My definition of evil is quite simple and fits with your last statement: Something that has the attribute of evil, does us harm.

We could say HIV has the attribute of an evil. Warfare has the attribute of an evil. The child who smashes another child's toy has an attribute of evil. The absconding father of a child has an attribute of evil. A wildfire that demolishes homes has an attribute of an evil.

So, yes, evil could be a label humans use to describe things that they don't like and wish weren't so in the world.



posted on Feb, 8 2016 @ 02:00 PM
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originally posted by: Prezbo369

originally posted by: chr0naut
You seem to allocate a lot of blame to an entity that you deny exists.


Ahh yeah, the response from a theist that has nowhere else to go.

Some spectacularly pathetic apologetics there bud, sarcastic or not...


Guilty as charged.




posted on Feb, 8 2016 @ 02:07 PM
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originally posted by: chr0naut
I have no idea about how god would negate evil, but I do know that it has been promised.


Come on chr0naut, you should know me by now. I don't accept vague promises like this as being true. I want something that can be shown and demonstrated. I mean, if I cannot see the results, how do I know that my faith is being rewarded?


I believe you seem to be defining evil as an object. Evil does not have a weight, color, shape, sound or similar physical attributes. While it IS existent, it isn't a 'thing' in that sense, nor is it a person.

My definition of evil is quite simple and fits with your last statement: Something that has the attribute of evil, does us harm.

We could say HIV has the attribute of an evil. Warfare has the attribute of an evil. The child who smashes another child's toy has an attribute of evil. The absconding father of a child has an attribute of evil. A wildfire that demolishes homes has an attribute of an evil.

So, yes, evil could be a label humans use to describe things that they don't like and wish weren't so in the world.



Actually I'm defining it as an adjective. And I don't see how those things are evil. Unfortunate? Yes. Evil. Not sure. I mean some of those circumstances are just natural events or things that are completely out of the hands of one person. By your same reasoning, an asteroid crashing into earth would be a characteristic of evil, but in reality it is just a rock orbiting around the sun and its orbit ended up aligning with Earth's orbit and they collided. But orbits being what they are, that collision could have been predicted millions of years ago though.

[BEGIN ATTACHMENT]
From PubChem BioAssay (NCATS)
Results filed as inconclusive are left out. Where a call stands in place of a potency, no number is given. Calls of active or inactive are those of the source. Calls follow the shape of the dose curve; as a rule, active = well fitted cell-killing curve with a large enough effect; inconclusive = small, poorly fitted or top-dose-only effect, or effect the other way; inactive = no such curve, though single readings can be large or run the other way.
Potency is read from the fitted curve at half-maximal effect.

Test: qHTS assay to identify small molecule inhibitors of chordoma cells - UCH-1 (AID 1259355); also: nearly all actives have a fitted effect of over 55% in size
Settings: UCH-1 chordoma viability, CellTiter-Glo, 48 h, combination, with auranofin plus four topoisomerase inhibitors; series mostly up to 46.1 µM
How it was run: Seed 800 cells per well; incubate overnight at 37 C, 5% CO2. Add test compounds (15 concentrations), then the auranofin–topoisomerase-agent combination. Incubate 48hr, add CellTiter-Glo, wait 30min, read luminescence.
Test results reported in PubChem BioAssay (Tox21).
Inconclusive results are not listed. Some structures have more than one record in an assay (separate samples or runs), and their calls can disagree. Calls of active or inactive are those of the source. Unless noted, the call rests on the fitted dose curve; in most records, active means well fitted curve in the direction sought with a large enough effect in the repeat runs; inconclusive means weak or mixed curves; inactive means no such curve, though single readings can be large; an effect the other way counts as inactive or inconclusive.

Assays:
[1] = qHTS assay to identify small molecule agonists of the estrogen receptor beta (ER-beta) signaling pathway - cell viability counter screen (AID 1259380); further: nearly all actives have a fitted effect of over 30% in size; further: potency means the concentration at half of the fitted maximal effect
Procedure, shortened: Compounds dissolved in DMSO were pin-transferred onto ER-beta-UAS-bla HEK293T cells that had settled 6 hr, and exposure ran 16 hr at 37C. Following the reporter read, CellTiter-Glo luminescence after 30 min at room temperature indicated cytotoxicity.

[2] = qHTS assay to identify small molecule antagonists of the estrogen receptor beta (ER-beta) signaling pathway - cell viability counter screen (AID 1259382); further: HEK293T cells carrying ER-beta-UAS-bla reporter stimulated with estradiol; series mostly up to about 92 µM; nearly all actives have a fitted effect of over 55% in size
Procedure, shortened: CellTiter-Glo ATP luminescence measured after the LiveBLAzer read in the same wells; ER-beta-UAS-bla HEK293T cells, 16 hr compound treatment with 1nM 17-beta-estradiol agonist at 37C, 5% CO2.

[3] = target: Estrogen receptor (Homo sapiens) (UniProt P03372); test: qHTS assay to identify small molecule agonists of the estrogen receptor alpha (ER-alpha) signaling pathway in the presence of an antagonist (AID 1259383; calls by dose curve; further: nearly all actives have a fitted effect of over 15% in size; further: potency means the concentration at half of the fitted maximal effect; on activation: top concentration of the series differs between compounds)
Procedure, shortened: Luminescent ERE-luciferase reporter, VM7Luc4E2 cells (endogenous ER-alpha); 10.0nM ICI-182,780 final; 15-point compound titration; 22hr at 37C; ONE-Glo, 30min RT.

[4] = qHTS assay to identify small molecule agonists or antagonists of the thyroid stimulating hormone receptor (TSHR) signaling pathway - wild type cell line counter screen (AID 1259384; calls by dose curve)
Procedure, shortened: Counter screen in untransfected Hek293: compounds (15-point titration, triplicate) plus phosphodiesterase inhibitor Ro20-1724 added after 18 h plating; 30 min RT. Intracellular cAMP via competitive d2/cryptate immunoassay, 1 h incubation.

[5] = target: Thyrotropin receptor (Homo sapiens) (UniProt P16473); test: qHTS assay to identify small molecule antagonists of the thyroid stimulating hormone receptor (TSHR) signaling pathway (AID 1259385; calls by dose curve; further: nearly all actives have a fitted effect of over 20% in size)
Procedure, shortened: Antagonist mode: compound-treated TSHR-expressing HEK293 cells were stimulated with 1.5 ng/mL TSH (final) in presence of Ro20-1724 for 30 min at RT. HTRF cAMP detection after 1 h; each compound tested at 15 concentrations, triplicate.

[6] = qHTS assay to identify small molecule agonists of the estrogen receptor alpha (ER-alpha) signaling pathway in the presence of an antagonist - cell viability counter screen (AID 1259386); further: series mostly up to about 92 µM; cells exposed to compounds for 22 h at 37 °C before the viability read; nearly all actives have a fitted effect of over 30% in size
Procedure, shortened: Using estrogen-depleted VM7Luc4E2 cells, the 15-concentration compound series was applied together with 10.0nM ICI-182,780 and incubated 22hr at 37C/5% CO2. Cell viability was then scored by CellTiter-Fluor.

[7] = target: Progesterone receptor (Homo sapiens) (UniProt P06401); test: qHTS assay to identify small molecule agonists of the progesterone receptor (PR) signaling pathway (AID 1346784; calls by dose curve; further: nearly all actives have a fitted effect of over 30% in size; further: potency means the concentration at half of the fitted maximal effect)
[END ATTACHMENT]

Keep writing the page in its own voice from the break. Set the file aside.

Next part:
You still haven't answered my question. Are you avoiding it because evil can only exist on earth or because you don't know?



posted on Feb, 8 2016 @ 02:36 PM
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originally posted by: Krazysh0t

originally posted by: chr0naut
I have no idea about how god would negate evil, but I do know that it has been promised.


Come on chr0naut, you should know me by now. I don't accept vague promises like this as being true. I want something that can be shown and demonstrated. I mean, if I cannot see the results, how do I know that my faith is being rewarded?


I believe you seem to be defining evil as an object. Evil does not have a weight, color, shape, sound or similar physical attributes. While it IS existent, it isn't a 'thing' in that sense, nor is it a person.

My definition of evil is quite simple and fits with your last statement: Something that has the attribute of evil, does us harm.

We could say HIV has the attribute of an evil. Warfare has the attribute of an evil. The child who smashes another child's toy has an attribute of evil. The absconding father of a child has an attribute of evil. A wildfire that demolishes homes has an attribute of an evil.

So, yes, evil could be a label humans use to describe things that they don't like and wish weren't so in the world.



Actually I'm defining it as an adjective. And I don't see how those things are evil. Unfortunate? Yes. Evil. Not sure. I mean some of those circumstances are just natural events or things that are completely out of the hands of one person. By your same reasoning, an asteroid crashing into earth would be a characteristic of evil, but in reality it is just a rock orbiting around the sun and its orbit ended up aligning with Earth's orbit and they collided. But orbits being what they are, that collision could have been predicted millions of years ago though.

You still haven't answered my question. Are you avoiding it because evil can only exist on earth or because you don't know?


Think of the "Evil has befallen us, and the whole village dying of the plague!" kind of definition for the word. Like I said, I was speaking of "evil" in greater context than it being something 'morally bad', which implies intent.

But Satan's fall (the initial evil) was not on Earth as far as I know. So I don't think it is a purely terrestrial thing.

Perhaps you could re-state your question because I thought I had answered?